Posting to Autocat
On Fri, 7 Jan 2011 10:42:57 -0600, Tim Skeers wrote:
<snip>One thing this person might want to try, if it hasn’t been tried already, is to talk to some of the other reference who object to the links and pin down the exact reasons, e.g., why are they confusing/annoying, what do the patrons say, etc. That might help clarify what needs explaining. Then try to get them to attend a short meeting that could be set up sort of like a training session where they can be *shown* what the links do (as opposed to just verbally explaining) by picking out some records and bringing them up, clicking through, etc.
I completely agree. Somewhere in the recesses of my mind, I remember reading that at one time our public was clamoring for *more information* in our records, specifically summaries and tables of contents. It must be pointed out that a library catalog record is certainly no more complicated than a metadata record in Google Books or in Amazon, e.g. compare the displays in my own catalog (semi-ISBD display): http://www.galileo.aur.it/cgi-bin/koha/opac-detail.pl?bib=19272
Amazon.com display: http://www.amazon.com/1491-Revelations-Americas-Before-Columbus/dp/140004006X
or my catalog: http://www.galileo.aur.it/cgi-bin/koha/opac-detail.pl?bib=22691
and Google Books: http://books.google.com/books?id=eaC7yKbxj8UC&source=gbs_navlinks_s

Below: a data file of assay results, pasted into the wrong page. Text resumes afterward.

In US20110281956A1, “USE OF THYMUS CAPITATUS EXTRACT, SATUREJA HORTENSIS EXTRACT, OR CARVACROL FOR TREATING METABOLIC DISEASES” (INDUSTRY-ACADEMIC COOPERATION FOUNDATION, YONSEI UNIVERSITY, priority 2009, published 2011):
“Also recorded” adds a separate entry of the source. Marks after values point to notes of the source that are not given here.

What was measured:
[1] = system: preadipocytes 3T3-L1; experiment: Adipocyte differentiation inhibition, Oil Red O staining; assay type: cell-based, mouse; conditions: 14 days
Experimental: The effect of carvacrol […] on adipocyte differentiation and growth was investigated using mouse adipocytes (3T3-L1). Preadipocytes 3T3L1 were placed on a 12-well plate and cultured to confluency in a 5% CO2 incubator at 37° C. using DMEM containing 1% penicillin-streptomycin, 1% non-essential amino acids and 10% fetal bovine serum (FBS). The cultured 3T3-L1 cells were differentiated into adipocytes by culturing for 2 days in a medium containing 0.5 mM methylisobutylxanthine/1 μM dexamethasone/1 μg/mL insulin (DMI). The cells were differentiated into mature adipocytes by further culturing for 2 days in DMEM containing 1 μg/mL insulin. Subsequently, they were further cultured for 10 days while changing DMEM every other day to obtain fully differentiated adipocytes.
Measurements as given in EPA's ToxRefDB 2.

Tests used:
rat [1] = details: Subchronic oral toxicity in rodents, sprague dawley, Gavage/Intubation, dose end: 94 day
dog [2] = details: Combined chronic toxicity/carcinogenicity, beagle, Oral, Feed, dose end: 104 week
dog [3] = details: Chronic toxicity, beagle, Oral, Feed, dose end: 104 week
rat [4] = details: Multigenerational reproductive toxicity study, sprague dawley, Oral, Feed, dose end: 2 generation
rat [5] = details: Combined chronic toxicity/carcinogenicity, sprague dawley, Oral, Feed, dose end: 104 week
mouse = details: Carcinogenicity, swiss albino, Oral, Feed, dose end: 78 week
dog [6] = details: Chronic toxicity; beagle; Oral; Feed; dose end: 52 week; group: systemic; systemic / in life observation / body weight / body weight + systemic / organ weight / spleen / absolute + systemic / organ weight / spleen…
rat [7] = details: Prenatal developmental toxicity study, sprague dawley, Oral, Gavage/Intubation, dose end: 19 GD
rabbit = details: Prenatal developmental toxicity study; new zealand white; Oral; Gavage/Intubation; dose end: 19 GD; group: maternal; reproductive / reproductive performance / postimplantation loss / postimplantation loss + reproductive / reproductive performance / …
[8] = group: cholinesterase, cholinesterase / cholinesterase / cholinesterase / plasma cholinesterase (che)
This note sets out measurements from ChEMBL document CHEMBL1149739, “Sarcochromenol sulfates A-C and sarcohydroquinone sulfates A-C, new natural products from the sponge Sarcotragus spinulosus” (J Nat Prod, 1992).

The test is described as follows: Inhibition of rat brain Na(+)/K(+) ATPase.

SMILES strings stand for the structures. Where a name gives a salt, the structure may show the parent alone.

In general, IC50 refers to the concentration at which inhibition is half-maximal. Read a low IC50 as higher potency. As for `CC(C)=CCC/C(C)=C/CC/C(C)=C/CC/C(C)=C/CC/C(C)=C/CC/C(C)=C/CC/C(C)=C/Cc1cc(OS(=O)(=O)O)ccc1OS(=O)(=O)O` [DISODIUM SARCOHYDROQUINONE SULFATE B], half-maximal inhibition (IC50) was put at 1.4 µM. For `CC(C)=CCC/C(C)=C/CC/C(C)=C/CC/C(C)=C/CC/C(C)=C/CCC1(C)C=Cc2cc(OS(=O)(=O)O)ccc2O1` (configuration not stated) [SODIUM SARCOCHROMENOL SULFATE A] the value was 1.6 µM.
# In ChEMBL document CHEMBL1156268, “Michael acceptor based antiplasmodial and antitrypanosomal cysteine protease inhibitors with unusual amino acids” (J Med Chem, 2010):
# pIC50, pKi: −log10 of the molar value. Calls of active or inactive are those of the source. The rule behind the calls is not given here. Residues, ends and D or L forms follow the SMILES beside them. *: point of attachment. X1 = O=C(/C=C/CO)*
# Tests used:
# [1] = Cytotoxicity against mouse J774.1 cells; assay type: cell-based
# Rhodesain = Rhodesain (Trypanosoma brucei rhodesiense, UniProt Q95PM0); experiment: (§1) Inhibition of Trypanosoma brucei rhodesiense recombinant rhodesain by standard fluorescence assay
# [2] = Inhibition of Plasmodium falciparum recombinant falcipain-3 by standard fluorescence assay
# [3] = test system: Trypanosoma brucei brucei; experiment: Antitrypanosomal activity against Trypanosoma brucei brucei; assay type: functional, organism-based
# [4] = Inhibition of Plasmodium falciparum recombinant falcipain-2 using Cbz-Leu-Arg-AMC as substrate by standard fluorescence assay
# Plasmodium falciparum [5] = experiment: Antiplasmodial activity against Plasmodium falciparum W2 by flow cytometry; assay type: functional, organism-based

What accounts for the apparent fact that people prefer the Google and Amazon displays to ours? I personally suspect that this is actually signaling a change in user expectations: today, people assume that when they see a link, it will link to the resource itself, and if something does not link to the resource (or at least a related resource that is nevertheless complete, e.g. a review), they are tending to see such links as useless and consequently annoying. This, instead of the original intent of the 856s: as additional information that can help patrons decide if they actually want the resource. After all, it should be better to see a table of contents or a summary note than nothing at all. This is definitely how *I* see the 856s; and yet I accept that most people may not think this way and that the expectations of people are changing. (The underlying cause *may be* that people feel that clicking a link is a type of *work* that entails an investment of labor and therefore, there must be a definite return. Just a few years ago, clicking on a link was seen as incredibly easy, and this attitude may be changing in the popular mind. Still, these are guesses since I don’t know)
Since the public is seemingly so enamored of Google and Amazon, perhaps we could make a preliminary conclusion that *if* the same information were incorporated in some way into the record itself (as we see in the endlessly scrolling pages in Google Books and Amazon), and not as separate links to click on, the public would find this information more useful. Of course, this same functionality could be done in other ways, with onMouseOver events, or perhaps how I have implemented the OCLC api with the citations (see either record in my catalog above, and click on “Get a citation” in the right hand column). But it could certainly be done in much cooler ways, utilizing APIs in some ways.